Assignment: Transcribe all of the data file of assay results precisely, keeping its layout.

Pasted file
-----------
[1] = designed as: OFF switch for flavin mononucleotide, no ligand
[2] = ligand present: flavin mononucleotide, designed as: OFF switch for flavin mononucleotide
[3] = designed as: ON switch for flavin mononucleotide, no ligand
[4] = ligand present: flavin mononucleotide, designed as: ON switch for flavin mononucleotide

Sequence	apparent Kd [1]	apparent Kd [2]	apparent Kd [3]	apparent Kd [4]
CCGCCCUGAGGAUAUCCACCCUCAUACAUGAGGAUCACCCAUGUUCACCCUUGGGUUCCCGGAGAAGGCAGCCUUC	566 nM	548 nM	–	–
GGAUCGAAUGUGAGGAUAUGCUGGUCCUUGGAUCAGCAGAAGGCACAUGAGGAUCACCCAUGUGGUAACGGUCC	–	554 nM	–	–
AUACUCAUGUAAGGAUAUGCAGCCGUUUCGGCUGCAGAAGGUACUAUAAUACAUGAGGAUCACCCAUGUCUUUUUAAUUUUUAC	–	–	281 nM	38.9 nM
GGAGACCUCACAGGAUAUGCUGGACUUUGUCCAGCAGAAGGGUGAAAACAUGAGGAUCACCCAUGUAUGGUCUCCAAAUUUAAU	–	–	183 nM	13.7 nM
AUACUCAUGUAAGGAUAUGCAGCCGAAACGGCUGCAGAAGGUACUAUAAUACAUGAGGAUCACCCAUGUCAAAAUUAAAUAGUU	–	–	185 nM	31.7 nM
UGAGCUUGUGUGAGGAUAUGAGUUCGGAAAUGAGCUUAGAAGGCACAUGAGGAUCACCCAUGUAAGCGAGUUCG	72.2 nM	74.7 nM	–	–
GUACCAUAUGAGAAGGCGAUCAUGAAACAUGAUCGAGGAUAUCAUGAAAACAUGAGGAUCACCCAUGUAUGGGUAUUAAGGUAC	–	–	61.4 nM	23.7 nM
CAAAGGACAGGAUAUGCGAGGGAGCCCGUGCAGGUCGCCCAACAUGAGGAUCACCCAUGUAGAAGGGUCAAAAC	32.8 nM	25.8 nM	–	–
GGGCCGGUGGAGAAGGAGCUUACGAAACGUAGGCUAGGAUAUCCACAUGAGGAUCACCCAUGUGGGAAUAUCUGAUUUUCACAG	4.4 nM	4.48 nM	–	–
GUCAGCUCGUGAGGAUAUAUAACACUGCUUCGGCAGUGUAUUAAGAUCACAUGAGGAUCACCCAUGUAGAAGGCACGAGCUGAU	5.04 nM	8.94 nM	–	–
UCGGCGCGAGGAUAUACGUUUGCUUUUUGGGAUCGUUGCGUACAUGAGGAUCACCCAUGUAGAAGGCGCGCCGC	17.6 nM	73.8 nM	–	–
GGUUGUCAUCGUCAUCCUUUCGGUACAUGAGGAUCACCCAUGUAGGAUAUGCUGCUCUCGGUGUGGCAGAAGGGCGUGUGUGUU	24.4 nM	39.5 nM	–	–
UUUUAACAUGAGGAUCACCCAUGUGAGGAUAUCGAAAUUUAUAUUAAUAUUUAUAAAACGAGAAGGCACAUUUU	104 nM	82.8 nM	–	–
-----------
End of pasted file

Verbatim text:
[1] = designed as: OFF switch for flavin mononucleotide, no ligand
[2] = ligand present: flavin mononucleotide, designed as: OFF switch for flavin mononucleotide
[3] = designed as: ON switch for flavin mononucleotide, no ligand
[4] = ligand present: flavin mononucleotide, designed as: ON switch for flavin mononucleotide

Sequence	apparent Kd [1]	apparent Kd [2]	apparent Kd [3]	apparent Kd [4]
CCGCCCUGAGGAUAUCCACCCUCAUACAUGAGGAUCACCCAUGUUCACCCUUGGGUUCCCGGAGAAGGCAGCCUUC	566 nM	548 nM	–	–
GGAUCGAAUGUGAGGAUAUGCUGGUCCUUGGAUCAGCAGAAGGCACAUGAGGAUCACCCAUGUGGUAACGGUCC	–	554 nM	–	–
AUACUCAUGUAAGGAUAUGCAGCCGUUUCGGCUGCAGAAGGUACUAUAAUACAUGAGGAUCACCCAUGUCUUUUUAAUUUUUAC	–	–	281 nM	38.9 nM
GGAGACCUCACAGGAUAUGCUGGACUUUGUCCAGCAGAAGGGUGAAAACAUGAGGAUCACCCAUGUAUGGUCUCCAAAUUUAAU	–	–	183 nM	13.7 nM
AUACUCAUGUAAGGAUAUGCAGCCGAAACGGCUGCAGAAGGUACUAUAAUACAUGAGGAUCACCCAUGUCAAAAUUAAAUAGUU	–	–	185 nM	31.7 nM
UGAGCUUGUGUGAGGAUAUGAGUUCGGAAAUGAGCUUAGAAGGCACAUGAGGAUCACCCAUGUAAGCGAGUUCG	72.2 nM	74.7 nM	–	–
GUACCAUAUGAGAAGGCGAUCAUGAAACAUGAUCGAGGAUAUCAUGAAAACAUGAGGAUCACCCAUGUAUGGGUAUUAAGGUAC	–	–	61.4 nM	23.7 nM
CAAAGGACAGGAUAUGCGAGGGAGCCCGUGCAGGUCGCCCAACAUGAGGAUCACCCAUGUAGAAGGGUCAAAAC	32.8 nM	25.8 nM	–	–
GGGCCGGUGGAGAAGGAGCUUACGAAACGUAGGCUAGGAUAUCCACAUGAGGAUCACCCAUGUGGGAAUAUCUGAUUUUCACAG	4.4 nM	4.48 nM	–	–
GUCAGCUCGUGAGGAUAUAUAACACUGCUUCGGCAGUGUAUUAAGAUCACAUGAGGAUCACCCAUGUAGAAGGCACGAGCUGAU	5.04 nM	8.94 nM	–	–
UCGGCGCGAGGAUAUACGUUUGCUUUUUGGGAUCGUUGCGUACAUGAGGAUCACCCAUGUAGAAGGCGCGCCGC	17.6 nM	73.8 nM	–	–
GGUUGUCAUCGUCAUCCUUUCGGUACAUGAGGAUCACCCAUGUAGGAUAUGCUGCUCUCGGUGUGGCAGAAGGGCGUGUGUGUU	24.4 nM	39.5 nM	–	–
UUUUAACAUGAGGAUCACCCAUGUGAGGAUAUCGAAAUUUAUAUUAAUAUUUAUAAAACGAGAAGGCACAUUUU	104 nM	82.8 nM	–	–